Natchitoches Meat Pies
Natchitoches’s savory hand pies are filled with a mixture of ground pork and beef in a seasoned gravy.
The Natchitoches meat pie is an empanada-like savory hand pie that has been associated with Louisiana’s oldest permanent European settlement since at least the mid-nineteenth century. The dish consists of a classic hand pie crust, filled with a mixture of ground pork and beef in a seasoned gravy; it is traditionally deep-fried but can also be baked. Though the Natchitoches meat pie has long been regarded as a regional delicacy, its commercial availability remained limited until the 1967 opening of Lasyone’s Meat Pie Kitchen and Restaurant. When several national media outlets published stories about Lasyone’s in the 1970s and 1980s, the resulting wave of public interest introduced the Natchitoches meat pie to consumers around the world.
The earliest known documentation of the Natchitoches meat pie occurs in Massachusetts-born missionary Timothy Flint’s travel journal, published in 1826, but the cultural roots of the dish likely stretch back much farther. One theory of its origin is that the Natchitoches meat pie is an adaptation of the empanada, introduced to the region in the eighteenth century by soldiers stationed nearby at the Spanish outpost Los Adaes. Another possible inspiration for the Natchitoches meat pie is the French Canadian tourtière. The founder of Natchitoches, a French-Canadian soldier and explorer named Louis Juchereau de St. Denis, may have brought along a taste for the pie-crusted, pork- and beef-filled tourtière when he arrived in the region in 1713. Whether or not the Natchitoches meat pie was directly inspired by another dish, the area’s meat pie-making tradition was almost certainly the product of intercultural borrowing between the many groups who intermingled there.
Among the groups whose labor contributed to the early popularity of the Natchitoches meat pie were the Creoles of color of Isle Brevelle, a community located approximately twelve miles south of Natchitoches on the Cane River. Creoles of color who were sought out for their meat pies included women like Ascher Rouqier—whose pies were so popular that the Natchitoches Enterprise ran a column lamenting her death in 1913—and Louise Sarpy, a pie maker who sold meat pies to tourists via classified ads in the 1950s and 1960s.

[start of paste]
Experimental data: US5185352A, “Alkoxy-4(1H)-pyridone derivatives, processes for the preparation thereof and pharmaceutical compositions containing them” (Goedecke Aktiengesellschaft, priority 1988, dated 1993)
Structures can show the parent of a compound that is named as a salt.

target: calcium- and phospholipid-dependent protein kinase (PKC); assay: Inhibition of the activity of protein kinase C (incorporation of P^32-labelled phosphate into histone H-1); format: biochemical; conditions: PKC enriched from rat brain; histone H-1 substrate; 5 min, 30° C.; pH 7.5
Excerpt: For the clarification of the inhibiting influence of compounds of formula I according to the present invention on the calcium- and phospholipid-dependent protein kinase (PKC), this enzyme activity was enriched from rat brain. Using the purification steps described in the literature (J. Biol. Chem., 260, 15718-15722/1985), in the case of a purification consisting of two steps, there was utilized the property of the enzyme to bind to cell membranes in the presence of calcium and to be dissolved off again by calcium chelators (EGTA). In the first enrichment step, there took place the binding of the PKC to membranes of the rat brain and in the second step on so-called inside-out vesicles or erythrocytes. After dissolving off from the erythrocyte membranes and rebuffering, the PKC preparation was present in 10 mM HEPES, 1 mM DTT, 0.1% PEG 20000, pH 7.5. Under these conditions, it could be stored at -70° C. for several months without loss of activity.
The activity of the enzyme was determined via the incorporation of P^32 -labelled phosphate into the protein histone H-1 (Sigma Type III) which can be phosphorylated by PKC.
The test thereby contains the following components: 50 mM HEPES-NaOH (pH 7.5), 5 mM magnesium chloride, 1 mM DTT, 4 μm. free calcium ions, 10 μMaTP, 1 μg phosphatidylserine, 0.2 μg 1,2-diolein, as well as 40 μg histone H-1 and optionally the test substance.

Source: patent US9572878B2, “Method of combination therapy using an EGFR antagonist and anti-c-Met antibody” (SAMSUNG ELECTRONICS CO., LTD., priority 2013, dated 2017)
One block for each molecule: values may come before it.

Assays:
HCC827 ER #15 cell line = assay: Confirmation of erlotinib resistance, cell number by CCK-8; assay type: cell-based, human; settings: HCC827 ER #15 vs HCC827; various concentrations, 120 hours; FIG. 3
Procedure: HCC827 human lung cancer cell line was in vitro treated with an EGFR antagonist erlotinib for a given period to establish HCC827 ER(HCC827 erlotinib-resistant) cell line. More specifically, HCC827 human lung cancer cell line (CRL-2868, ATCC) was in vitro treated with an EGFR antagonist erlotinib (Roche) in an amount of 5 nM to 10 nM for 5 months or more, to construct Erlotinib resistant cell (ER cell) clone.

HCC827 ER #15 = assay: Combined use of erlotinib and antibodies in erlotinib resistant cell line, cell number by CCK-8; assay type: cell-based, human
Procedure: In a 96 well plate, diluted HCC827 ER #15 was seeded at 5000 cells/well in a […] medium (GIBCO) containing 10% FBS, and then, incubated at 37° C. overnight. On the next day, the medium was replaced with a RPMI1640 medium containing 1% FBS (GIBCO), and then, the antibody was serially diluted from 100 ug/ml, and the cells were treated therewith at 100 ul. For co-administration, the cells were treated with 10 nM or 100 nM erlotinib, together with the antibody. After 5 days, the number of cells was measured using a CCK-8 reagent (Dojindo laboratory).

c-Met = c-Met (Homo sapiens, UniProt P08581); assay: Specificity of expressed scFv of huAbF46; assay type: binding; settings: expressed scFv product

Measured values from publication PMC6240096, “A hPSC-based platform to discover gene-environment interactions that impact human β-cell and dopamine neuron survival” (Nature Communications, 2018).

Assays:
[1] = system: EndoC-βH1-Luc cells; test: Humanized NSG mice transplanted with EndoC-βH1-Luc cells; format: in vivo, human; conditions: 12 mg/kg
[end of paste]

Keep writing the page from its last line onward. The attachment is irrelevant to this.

Lasyone’s and Natchitoches Tourism
While it was not uncommon for restaurants in Natchitoches to sell meat pies during the first half of the twentieth century, eateries like Poete’s Inn (1920s), T-Shoppe (1920s), Allday’s Coffee Shop (1930s), and Jimmy’s Lunch Room (1940s) could satisfy only a portion of the demand for Natchitoches meat pies. When travelers, business groups, or homemakers sought a large number of meat pies, they would need to track down a local piemaker—an inconvenient process that was out of step with the expectations of modern consumers. The daily availability of cooked-to-order Natchitoches meat pies improved in 1967 when butcher James Lasyone opened Lasyone’s Meat Pie Kitchen and Restaurant at 622 Second Street. The restaurant was a hit with customers and soon expanded to include two additional dining rooms capable of seating up to one hundred guests.
Lasyone’s found itself in the national spotlight in February 1974 when House Beautiful magazine published a story praising Natchitoches and its meat pies. The story generated a wave of media interest that led some of America’s most influential food and travel writers—including Craig Claiborne for the New York Times and Calvin Trillin for the New Yorker—to write about Natchitoches meat pies. Many other media outlets, including Good Morning America, Glamour, and Southern Living, followed with their own stories. As the tourism economy of Natchitoches grew, so did the popularity of their eponymous meat pie. In 2002 the New York Times reported that Lasyone’s served between four hundred and a thousand meat pies each day. James Lasyone died in 2015 at age 84, leaving behind a culinary legacy that changed the culture and economy of his hometown forever. His daughters Angela and Tina continue to operate the restaurant as of 2023.
Today the Natchitoches meat pie is sold not only in the Natchitoches region but at restaurants, bars, convenience stores, and festivals across Louisiana and the southeastern United States. In 2003 the Natchitoches meat pie was formally recognized as one of the official state foods of Louisiana. Natchitoches pays homage to the meat pie with annual events including the Natchitoches Meat Pie Festival, held each September, and the Meat Pie Tri, a meat pie-themed triathlon. The Natchitoches meat pie’s transformation from a rural delicacy into one of Louisiana’s most popular foods reflects the modernization of rural cultures and the changing nature of tradition along the Cane River.